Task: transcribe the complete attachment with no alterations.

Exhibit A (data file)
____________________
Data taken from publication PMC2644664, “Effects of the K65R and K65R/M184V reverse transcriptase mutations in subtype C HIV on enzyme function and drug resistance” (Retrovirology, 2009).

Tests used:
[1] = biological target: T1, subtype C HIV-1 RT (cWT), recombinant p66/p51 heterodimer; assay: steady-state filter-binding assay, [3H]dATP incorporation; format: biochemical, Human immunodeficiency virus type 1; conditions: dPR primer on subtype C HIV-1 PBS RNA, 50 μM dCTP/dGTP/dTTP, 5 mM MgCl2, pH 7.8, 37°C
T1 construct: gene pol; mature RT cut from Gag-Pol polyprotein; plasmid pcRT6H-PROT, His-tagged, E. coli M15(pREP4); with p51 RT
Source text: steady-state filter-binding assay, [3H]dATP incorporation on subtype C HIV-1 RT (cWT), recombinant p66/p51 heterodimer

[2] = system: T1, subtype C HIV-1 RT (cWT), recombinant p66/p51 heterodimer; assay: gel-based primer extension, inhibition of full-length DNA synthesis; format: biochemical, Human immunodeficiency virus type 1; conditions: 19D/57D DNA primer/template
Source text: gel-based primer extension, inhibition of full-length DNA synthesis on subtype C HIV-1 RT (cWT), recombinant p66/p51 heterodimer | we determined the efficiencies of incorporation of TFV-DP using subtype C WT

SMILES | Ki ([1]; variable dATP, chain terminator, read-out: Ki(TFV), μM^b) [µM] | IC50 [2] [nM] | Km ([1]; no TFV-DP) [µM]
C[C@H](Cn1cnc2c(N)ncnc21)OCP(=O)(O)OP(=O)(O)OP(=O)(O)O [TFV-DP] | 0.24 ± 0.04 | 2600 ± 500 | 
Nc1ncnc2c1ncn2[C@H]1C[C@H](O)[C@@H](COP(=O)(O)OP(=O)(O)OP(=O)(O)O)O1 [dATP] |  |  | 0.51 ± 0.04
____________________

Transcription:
Data taken from publication PMC2644664, “Effects of the K65R and K65R/M184V reverse transcriptase mutations in subtype C HIV on enzyme function and drug resistance” (Retrovirology, 2009).

Tests used:
[1] = biological target: T1, subtype C HIV-1 RT (cWT), recombinant p66/p51 heterodimer; assay: steady-state filter-binding assay, [3H]dATP incorporation; format: biochemical, Human immunodeficiency virus type 1; conditions: dPR primer on subtype C HIV-1 PBS RNA, 50 μM dCTP/dGTP/dTTP, 5 mM MgCl2, pH 7.8, 37°C
T1 construct: gene pol; mature RT cut from Gag-Pol polyprotein; plasmid pcRT6H-PROT, His-tagged, E. coli M15(pREP4); with p51 RT
Source text: steady-state filter-binding assay, [3H]dATP incorporation on subtype C HIV-1 RT (cWT), recombinant p66/p51 heterodimer

[2] = system: T1, subtype C HIV-1 RT (cWT), recombinant p66/p51 heterodimer; assay: gel-based primer extension, inhibition of full-length DNA synthesis; format: biochemical, Human immunodeficiency virus type 1; conditions: 19D/57D DNA primer/template
Source text: gel-based primer extension, inhibition of full-length DNA synthesis on subtype C HIV-1 RT (cWT), recombinant p66/p51 heterodimer | we determined the efficiencies of incorporation of TFV-DP using subtype C WT

SMILES | Ki ([1]; variable dATP, chain terminator, read-out: Ki(TFV), μM^b) [µM] | IC50 [2] [nM] | Km ([1]; no TFV-DP) [µM]
C[C@H](Cn1cnc2c(N)ncnc21)OCP(=O)(O)OP(=O)(O)OP(=O)(O)O [TFV-DP] | 0.24 ± 0.04 | 2600 ± 500 | 
Nc1ncnc2c1ncn2[C@H]1C[C@H](O)[C@@H](COP(=O)(O)OP(=O)(O)OP(=O)(O)O)O1 [dATP] |  |  | 0.51 ± 0.04